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- Job offers are tricky – you never want to get your hopes up too much.
- At the same time, there are a number of subtle signs that good news will be coming your way soon.
- From an extended interview to early salary negotiations, here’s what to watch out for.
- Visit BusinessInsider.com for more stories.
Job offers can be an ideal stepping stone to better opportunities and a brighter future.
But they’re pretty stressful to wait on.
Maybe you’re relatively sure you aced the interview and felt like you were walking on air as you left the lobby. But now, hours seem like days and days like weeks as you patiently wait for a formal offer.
“Fortunately, you can put some of the puzzle pieces together as you decide your course of action during this uncertain waiting game,” Lynn Taylor, a national workplace expert and the author of “Tame Your Terrible Office Tyrant: How to Manage Childish Boss Behavior and Thrive in Your Job,” told Business Insider.
Michael Kerr, an international business speaker and author of “The Humor Advantage,” agreed.
“While you can never be certain, and you definitely don’t want to get your hopes up prematurely, there are certainly signs that might hint that you’re about to get some good news,” he told Business Insider.
Here are the signs an offer might be coming your way.
You’re asked to come in for an additional round of interviews.
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You may be one of a handful of finalists.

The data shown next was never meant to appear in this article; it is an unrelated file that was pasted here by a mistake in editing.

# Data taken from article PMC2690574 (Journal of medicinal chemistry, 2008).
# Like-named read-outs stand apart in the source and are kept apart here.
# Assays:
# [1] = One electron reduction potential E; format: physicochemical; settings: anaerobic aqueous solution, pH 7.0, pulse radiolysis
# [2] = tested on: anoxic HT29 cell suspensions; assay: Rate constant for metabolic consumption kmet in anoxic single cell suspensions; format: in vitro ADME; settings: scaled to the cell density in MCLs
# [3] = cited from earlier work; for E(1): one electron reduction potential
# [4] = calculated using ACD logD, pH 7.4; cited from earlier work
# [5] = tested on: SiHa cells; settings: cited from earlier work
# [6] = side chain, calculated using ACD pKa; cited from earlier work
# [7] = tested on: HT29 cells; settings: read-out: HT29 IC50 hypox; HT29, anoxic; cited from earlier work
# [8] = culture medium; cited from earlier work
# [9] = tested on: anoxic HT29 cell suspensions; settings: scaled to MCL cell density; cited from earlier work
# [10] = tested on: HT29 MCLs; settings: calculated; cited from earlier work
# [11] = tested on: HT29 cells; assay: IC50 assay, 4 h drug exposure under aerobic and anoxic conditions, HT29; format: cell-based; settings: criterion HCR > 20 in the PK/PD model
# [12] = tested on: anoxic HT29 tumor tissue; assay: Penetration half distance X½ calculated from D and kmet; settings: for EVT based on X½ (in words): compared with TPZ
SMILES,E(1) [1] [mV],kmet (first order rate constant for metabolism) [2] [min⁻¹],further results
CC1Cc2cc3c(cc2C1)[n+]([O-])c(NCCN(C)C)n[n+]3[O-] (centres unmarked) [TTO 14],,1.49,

“But if you’ve been asked to return for a second round of interviews, that’s an encouraging sign that you’re a serious contender,” Taylor said. “They want to clinch the decision by building consensus among managers.”
The hiring manager tries ‘selling’ you on the company.
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A shift from a barrage of questions to a marketing mode is a great sign they want to hire you, Taylor said.
They ask you a lot of personal questions about your family, personal goals, and hobbies.
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“Showing an interest in your personal life means they’re seriously considering you, as it demonstrates an interest beyond just the professional résumé,” Kerr said.
But remember you don’t always have to answer personal questions. Some are illegal.
The interviewer nods and smiles a lot during the interview.
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They could just be friendly, but an interviewer’s warm demeanor could also be a good sign.
“It may mean they’re comfortable around you and seemed to enjoy the time,” said Taylor.
Nodding can also suggest a genuine interest in what you’re saying.
Your interview is extended.
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Did the conversation go way over the amount of time they scheduled? Did the interviewer invite you to continue the discussion over lunch or coffee?
If so, you may have it in the bag.
“Most interviewers make up their mind, whether they admit it or not, within the first few minutes, and so those candidates that they know they will pass on will definitely get a quicker interview,” Kerr explained.
They start to negotiate compensation.
This is a great indicator you’ll be getting a formal offer, said Taylor. “Salary and benefits are usually only with serious contenders.”
The employer asks for references, or tells you they’ll be conducting a background check.